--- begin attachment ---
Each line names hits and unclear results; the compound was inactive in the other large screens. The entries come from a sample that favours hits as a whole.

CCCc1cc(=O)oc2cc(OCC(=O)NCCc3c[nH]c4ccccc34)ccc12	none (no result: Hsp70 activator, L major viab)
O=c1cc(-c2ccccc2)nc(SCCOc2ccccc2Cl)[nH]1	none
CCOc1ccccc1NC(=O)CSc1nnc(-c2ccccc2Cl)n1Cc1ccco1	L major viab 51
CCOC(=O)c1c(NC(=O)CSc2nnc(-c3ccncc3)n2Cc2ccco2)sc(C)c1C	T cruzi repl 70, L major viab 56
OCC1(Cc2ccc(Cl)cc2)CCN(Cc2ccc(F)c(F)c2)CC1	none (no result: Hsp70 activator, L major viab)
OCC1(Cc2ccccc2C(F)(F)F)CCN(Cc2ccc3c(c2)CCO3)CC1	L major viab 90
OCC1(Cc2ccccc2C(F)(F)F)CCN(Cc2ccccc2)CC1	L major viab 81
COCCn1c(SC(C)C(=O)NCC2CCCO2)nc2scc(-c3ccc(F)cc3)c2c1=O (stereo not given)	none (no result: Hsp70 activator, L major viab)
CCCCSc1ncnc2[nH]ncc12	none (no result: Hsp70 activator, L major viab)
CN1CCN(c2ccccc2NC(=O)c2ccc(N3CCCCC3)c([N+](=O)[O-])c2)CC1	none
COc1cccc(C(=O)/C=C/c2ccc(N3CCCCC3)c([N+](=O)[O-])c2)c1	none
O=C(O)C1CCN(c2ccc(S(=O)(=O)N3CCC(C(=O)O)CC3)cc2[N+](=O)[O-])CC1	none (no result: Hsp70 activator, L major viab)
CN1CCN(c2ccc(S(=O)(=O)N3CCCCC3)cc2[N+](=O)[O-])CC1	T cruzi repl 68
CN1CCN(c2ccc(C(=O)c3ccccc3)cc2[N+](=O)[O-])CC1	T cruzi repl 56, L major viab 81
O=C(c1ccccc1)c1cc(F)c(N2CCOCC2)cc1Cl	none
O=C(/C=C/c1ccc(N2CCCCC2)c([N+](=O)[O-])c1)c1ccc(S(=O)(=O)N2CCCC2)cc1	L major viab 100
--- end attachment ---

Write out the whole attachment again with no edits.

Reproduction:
Each line names hits and unclear results; the compound was inactive in the other large screens. The entries come from a sample that favours hits as a whole.

CCCc1cc(=O)oc2cc(OCC(=O)NCCc3c[nH]c4ccccc34)ccc12	none (no result: Hsp70 activator, L major viab)
O=c1cc(-c2ccccc2)nc(SCCOc2ccccc2Cl)[nH]1	none
CCOc1ccccc1NC(=O)CSc1nnc(-c2ccccc2Cl)n1Cc1ccco1	L major viab 51
CCOC(=O)c1c(NC(=O)CSc2nnc(-c3ccncc3)n2Cc2ccco2)sc(C)c1C	T cruzi repl 70, L major viab 56
OCC1(Cc2ccc(Cl)cc2)CCN(Cc2ccc(F)c(F)c2)CC1	none (no result: Hsp70 activator, L major viab)
OCC1(Cc2ccccc2C(F)(F)F)CCN(Cc2ccc3c(c2)CCO3)CC1	L major viab 90
OCC1(Cc2ccccc2C(F)(F)F)CCN(Cc2ccccc2)CC1	L major viab 81
COCCn1c(SC(C)C(=O)NCC2CCCO2)nc2scc(-c3ccc(F)cc3)c2c1=O (stereo not given)	none (no result: Hsp70 activator, L major viab)
CCCCSc1ncnc2[nH]ncc12	none (no result: Hsp70 activator, L major viab)
CN1CCN(c2ccccc2NC(=O)c2ccc(N3CCCCC3)c([N+](=O)[O-])c2)CC1	none
COc1cccc(C(=O)/C=C/c2ccc(N3CCCCC3)c([N+](=O)[O-])c2)c1	none
O=C(O)C1CCN(c2ccc(S(=O)(=O)N3CCC(C(=O)O)CC3)cc2[N+](=O)[O-])CC1	none (no result: Hsp70 activator, L major viab)
CN1CCN(c2ccc(S(=O)(=O)N3CCCCC3)cc2[N+](=O)[O-])CC1	T cruzi repl 68
CN1CCN(c2ccc(C(=O)c3ccccc3)cc2[N+](=O)[O-])CC1	T cruzi repl 56, L major viab 81
O=C(c1ccccc1)c1cc(F)c(N2CCOCC2)cc1Cl	none
O=C(/C=C/c1ccc(N2CCCCC2)c([N+](=O)[O-])c1)c1ccc(S(=O)(=O)N2CCCC2)cc1	L major viab 100